But the Tenth Amendment Center, a states-rights group, said SAPA 1 “includes a number of sleight-of-hand legislative tricks to make it look like a ban on state and local enforcement of federal gun control, but a close look at the text quickly reveals the measure is all bark and no bite.”
TAC’s Michael Boldin said the law prohibits agencies and officers from enforcing “unconstitutional” Second Amendment provisions. That means unlike SAPA 2, which bans all federal gun restrictions, the courts must rule on a federal law’s constitutionality before the state law applies.
SAPA 1 also prohibits using state appropriations to enforce federal gun laws. Boldin maintained this leaves the door open for Wyoming to use federal dollars for enforcement, and doesn’t bar the state from assisting federal agencies.
And those hefty penalties? Because the new law states one must “knowingly” violate it, Boldin said prosecutors must prove beyond a reasonable doubt one was fully aware his or her actions violated the law but did it anyway. That high bar, he predicted, means no one will ever be prosecuted.
It’s reasonable to conclude SAPA 1 won’t significantly change existing practices in enforcement of federal gun laws. It may not be completely toothless, but I’ll welcome it over an unconstitutional law any day.
WyGO promises to punish lawmakers who killed its bill. Campaigning is fine, but bullying and harassment can’t be tolerated.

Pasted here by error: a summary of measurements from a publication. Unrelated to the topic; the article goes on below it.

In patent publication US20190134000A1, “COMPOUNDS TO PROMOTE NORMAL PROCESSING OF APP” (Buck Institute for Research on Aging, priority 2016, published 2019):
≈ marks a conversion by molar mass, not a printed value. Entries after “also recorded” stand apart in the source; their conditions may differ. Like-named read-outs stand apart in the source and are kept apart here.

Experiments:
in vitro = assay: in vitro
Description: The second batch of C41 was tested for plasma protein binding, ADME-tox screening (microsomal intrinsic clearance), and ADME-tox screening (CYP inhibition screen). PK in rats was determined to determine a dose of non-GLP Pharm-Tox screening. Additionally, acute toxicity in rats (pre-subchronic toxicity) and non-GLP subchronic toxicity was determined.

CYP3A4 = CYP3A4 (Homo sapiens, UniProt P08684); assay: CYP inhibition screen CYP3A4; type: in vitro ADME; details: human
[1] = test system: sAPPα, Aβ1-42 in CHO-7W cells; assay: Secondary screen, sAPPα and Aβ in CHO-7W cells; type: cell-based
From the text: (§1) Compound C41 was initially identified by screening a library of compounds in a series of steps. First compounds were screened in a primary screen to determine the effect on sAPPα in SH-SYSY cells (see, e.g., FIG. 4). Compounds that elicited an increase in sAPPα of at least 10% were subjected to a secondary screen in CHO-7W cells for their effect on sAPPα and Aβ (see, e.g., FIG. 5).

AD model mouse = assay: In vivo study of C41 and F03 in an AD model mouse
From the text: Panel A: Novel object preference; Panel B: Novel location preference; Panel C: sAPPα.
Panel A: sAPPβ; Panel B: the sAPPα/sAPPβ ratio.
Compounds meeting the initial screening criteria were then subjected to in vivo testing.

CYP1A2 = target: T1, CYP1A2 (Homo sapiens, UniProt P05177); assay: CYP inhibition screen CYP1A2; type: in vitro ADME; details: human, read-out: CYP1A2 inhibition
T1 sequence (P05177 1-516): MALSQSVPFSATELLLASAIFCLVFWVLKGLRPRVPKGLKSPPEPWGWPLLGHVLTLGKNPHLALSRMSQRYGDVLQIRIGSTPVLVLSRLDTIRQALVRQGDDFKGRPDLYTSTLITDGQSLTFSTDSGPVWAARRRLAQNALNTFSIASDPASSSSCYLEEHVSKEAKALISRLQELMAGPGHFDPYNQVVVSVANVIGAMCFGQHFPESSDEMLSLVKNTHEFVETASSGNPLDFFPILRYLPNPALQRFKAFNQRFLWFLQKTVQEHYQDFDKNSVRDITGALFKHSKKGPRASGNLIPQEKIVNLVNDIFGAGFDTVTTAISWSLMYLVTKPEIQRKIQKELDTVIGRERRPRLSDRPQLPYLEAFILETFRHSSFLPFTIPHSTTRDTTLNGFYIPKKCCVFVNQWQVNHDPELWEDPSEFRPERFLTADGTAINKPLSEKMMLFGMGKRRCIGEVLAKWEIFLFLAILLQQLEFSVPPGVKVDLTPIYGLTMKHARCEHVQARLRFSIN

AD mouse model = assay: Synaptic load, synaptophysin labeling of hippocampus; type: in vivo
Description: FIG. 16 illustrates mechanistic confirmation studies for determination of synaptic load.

WyoFile recently reported Hicks and others were subjected to profanity-laced, threatening phone calls and emails during the session. Legislative leaders should direct state law enforcement to investigate any potential criminal behavior.
WyGO is relentless in its attacks on “RINO traitors.” The acronym stands for “Republicans in name only.”
“The bottom line is that WyGO members are the most potent political fighting force in the state and everyone in Cheyenne knows it!” the group bragged on its website.
The most potent? We’ll find out in the August Republican primary, where WyGO says it has many challengers lined up to face unrepentant incumbents.
The 2020 election proved WyGO has some political muscle. It drove three lawmakers out of the Legislature and helped Bouchard defeat a primary opponent.
WyGO kept taunting Von Flatern after he lost. “Your mistake was in thinking that WyGO was like every other lobby group, that we would eventually want to play nice,” it posted on Facebook. “We don’t want to play nice, we want to save our freedoms.”
WyGO also wants to keep stoking members’ fears to prime its money machine. The Dorrs and competitors like the GOA may not agree about much, but they have one thing in common: A well-timed failure can keep them laughing all the way to the bank.